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Industry bias evident in wind-power article  

I respond to the Aug. 24 Dispatch article “Generate jobs with wind power, study says.”

First, the report was done by Environment Ohio, an advocacy group funded by environmentalists, alternative power companies and utilities such as Florida Power & Light Co., General Electric and others that have a vested interest in seeing their equipment in Ohio.

The third paragraph of the article reported that 3,100 jobs would be created in the manufacturing of wind-related products. These are the same 3,100 jobs that have been promised in every one of the 20-plus states in which the wind utilities have lobbied. If it were true, there already would be 60,000 people working in the wind industry. I don’t see them.

The caveat is that the jobs will be created only when 20 percent of our electricity is generated by wind. Environmental advocate Amy Gomberg and Environment Ohio know that that is an impossible goal. There would have to be 450-foot turbines, taller than the Riffe Center, dotting every 2.2-mile square of the land and lakes in Ohio to even come close to that amount.

Gomberg also is concerned that we have only a small time window to take advantage of the wind utilities’ largesse. If we don’t act now, she says, they will leave. Hardly. Not while there are state and federal tax incentives, tax credits and tax abatements to keep them here.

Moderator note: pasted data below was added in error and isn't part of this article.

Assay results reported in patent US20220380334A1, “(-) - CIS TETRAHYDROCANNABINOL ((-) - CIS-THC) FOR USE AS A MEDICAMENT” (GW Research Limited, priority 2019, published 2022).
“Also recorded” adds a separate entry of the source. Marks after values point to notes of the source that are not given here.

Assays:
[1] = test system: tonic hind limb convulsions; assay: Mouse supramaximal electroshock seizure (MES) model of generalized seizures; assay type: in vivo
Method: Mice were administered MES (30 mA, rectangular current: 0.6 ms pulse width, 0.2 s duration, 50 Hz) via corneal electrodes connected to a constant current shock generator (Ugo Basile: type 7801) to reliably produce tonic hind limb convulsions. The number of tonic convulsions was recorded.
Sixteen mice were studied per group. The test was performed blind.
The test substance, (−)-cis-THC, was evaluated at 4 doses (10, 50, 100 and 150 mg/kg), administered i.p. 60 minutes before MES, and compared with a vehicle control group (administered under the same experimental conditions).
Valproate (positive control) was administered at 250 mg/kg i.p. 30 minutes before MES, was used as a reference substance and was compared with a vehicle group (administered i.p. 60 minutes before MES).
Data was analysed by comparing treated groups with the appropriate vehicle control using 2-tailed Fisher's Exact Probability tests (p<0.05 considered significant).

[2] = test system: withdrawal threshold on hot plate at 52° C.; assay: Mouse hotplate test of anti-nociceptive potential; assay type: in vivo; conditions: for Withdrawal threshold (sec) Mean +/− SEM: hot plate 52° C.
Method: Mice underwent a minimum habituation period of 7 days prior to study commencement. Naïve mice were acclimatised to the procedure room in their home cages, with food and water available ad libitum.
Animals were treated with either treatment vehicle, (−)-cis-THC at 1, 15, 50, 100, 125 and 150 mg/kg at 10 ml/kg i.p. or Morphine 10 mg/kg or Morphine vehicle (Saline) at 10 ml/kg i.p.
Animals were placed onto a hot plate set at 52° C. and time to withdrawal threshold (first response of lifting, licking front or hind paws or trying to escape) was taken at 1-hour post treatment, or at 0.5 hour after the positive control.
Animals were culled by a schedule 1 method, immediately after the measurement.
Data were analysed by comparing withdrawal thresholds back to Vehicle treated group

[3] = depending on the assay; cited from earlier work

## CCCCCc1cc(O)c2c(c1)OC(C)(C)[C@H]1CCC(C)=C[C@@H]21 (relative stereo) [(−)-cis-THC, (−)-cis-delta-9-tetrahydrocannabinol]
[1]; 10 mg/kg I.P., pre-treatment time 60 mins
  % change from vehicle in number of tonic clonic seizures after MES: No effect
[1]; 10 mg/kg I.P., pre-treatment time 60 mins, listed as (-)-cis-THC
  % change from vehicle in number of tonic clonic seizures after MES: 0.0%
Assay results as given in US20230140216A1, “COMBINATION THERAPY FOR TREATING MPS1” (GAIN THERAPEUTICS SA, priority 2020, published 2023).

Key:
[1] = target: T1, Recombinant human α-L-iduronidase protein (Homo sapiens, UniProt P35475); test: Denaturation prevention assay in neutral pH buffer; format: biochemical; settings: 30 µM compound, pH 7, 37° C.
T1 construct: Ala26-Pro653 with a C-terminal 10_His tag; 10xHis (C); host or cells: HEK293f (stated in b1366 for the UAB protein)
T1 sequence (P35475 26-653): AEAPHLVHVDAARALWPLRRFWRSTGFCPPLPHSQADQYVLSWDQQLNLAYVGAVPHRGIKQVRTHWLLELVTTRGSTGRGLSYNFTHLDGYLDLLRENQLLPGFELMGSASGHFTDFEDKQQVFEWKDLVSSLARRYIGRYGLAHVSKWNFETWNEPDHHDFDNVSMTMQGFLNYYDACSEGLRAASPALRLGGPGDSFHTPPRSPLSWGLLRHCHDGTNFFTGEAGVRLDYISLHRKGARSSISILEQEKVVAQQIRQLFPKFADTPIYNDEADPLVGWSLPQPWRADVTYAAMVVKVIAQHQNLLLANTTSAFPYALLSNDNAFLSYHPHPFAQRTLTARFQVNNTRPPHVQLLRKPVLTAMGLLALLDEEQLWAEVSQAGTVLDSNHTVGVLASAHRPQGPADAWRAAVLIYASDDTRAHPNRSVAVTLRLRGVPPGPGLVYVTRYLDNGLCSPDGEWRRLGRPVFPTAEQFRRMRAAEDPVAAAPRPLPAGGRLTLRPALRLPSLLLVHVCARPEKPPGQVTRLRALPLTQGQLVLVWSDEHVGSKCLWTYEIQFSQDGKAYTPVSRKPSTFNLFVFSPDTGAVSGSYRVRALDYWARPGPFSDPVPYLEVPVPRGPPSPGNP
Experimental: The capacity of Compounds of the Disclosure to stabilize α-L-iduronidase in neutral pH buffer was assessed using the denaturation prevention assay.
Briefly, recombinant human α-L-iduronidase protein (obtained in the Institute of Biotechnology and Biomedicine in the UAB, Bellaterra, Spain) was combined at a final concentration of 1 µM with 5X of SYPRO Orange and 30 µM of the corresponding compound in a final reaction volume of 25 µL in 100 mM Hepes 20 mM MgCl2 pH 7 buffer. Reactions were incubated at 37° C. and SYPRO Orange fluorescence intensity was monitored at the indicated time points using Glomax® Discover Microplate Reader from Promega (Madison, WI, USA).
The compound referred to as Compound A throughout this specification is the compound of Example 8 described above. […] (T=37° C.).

Let’s look at the reality, not the hype. Ohio and every other state east of the Mississippi that is not on the ocean is just barely on the ragged edge of acceptability for a few turbines in a few high places that are already lived on, farmed on and gazed at for their beauty.

This is a railroad that needs to be sidetracked. Legislating 20 percent of our power from wind won’t make it any more feasible; it will just make us throw our money at it until we cry uncle.



The Columbus Dispatch

7 September 2007

This article is the work of the source indicated. Any opinions expressed in it are not necessarily those of National Wind Watch.

The copyright of this article resides with the author or publisher indicated. As part of its noncommercial effort to present the environmental, social, scientific, and economic issues of large-scale wind power development to a global audience seeking such information, National Wind Watch endeavors to observe “fair use” as provided for in section 107 of U.S. Copyright Law and similar “fair dealing” provisions of the copyright laws of other nations. Send requests to excerpt, general inquiries, and comments via e-mail.

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